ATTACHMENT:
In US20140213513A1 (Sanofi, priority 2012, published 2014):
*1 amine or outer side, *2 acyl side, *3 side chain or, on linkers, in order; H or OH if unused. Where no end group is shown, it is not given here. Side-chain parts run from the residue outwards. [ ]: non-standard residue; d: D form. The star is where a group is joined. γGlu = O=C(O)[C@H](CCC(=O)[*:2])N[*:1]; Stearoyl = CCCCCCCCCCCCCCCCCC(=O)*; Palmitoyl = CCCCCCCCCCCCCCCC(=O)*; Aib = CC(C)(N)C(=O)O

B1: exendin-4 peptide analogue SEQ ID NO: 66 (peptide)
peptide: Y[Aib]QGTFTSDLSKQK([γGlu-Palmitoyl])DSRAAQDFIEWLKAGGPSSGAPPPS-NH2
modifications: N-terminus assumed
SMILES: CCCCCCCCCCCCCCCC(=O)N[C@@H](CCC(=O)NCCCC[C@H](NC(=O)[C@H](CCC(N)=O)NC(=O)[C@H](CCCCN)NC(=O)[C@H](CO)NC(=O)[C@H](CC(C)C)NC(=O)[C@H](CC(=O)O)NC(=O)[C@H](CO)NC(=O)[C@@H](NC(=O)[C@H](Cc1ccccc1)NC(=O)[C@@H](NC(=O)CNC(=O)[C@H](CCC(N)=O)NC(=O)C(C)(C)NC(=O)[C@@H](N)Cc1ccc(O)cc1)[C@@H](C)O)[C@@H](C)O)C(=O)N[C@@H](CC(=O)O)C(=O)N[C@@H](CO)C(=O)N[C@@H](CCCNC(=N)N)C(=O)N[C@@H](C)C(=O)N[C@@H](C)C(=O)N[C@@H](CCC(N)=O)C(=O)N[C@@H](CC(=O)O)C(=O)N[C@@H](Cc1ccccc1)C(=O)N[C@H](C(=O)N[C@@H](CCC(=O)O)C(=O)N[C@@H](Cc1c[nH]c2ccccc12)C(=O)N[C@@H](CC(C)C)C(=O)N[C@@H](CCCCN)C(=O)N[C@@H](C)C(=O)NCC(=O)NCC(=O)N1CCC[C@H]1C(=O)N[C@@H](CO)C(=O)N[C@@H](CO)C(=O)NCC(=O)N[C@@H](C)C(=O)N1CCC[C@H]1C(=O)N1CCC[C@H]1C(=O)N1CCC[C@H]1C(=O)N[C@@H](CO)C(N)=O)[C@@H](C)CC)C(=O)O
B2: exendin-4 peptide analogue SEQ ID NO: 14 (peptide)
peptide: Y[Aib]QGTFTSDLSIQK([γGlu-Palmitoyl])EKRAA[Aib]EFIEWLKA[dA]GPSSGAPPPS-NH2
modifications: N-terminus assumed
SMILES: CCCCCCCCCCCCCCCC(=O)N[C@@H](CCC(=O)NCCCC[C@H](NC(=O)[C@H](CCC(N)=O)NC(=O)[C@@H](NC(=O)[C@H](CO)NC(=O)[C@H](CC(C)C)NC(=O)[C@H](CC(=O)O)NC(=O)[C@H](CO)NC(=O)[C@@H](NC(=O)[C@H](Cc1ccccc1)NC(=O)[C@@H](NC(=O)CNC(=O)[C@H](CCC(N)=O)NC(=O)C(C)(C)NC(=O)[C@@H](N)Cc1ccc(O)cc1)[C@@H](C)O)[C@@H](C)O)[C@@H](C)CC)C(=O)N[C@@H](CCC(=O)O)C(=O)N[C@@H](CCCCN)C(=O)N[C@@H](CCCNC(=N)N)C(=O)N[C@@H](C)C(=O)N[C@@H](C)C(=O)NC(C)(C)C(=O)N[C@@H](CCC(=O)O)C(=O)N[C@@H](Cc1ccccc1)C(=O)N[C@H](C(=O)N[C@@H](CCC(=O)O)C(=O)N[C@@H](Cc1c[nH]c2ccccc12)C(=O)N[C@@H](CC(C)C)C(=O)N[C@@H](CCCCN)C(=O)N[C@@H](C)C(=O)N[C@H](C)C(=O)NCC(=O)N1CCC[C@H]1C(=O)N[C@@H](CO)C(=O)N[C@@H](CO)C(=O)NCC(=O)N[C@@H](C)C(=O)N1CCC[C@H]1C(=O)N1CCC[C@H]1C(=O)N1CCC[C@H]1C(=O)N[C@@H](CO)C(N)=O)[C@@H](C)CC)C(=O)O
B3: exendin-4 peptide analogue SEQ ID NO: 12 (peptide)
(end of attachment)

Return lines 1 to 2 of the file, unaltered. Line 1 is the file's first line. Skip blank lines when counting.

In US20140213513A1 (Sanofi, priority 2012, published 2014):
*1 amine or outer side, *2 acyl side, *3 side chain or, on linkers, in order; H or OH if unused. Where no end group is shown, it is not given here. Side-chain parts run from the residue outwards. [ ]: non-standard residue; d: D form. The star is where a group is joined. γGlu = O=C(O)[C@H](CCC(=O)[*:2])N[*:1]; Stearoyl = CCCCCCCCCCCCCCCCCC(=O)*; Palmitoyl = CCCCCCCCCCCCCCCC(=O)*; Aib = CC(C)(N)C(=O)O